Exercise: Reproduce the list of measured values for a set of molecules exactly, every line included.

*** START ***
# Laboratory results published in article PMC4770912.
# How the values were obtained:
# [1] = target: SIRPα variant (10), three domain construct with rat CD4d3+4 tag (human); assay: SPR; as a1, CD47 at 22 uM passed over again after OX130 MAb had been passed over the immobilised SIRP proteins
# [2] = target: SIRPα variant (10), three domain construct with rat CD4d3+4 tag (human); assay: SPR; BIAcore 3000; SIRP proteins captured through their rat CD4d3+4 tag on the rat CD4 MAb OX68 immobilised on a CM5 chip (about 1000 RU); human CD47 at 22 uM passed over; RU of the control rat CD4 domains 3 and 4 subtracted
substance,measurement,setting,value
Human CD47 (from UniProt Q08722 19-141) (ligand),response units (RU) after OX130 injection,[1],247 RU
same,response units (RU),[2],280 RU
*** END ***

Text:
# Laboratory results published in article PMC4770912.
# How the values were obtained:
# [1] = target: SIRPα variant (10), three domain construct with rat CD4d3+4 tag (human); assay: SPR; as a1, CD47 at 22 uM passed over again after OX130 MAb had been passed over the immobilised SIRP proteins
# [2] = target: SIRPα variant (10), three domain construct with rat CD4d3+4 tag (human); assay: SPR; BIAcore 3000; SIRP proteins captured through their rat CD4d3+4 tag on the rat CD4 MAb OX68 immobilised on a CM5 chip (about 1000 RU); human CD47 at 22 uM passed over; RU of the control rat CD4 domains 3 and 4 subtracted
substance,measurement,setting,value
Human CD47 (from UniProt Q08722 19-141) (ligand),response units (RU) after OX130 injection,[1],247 RU
same,response units (RU),[2],280 RU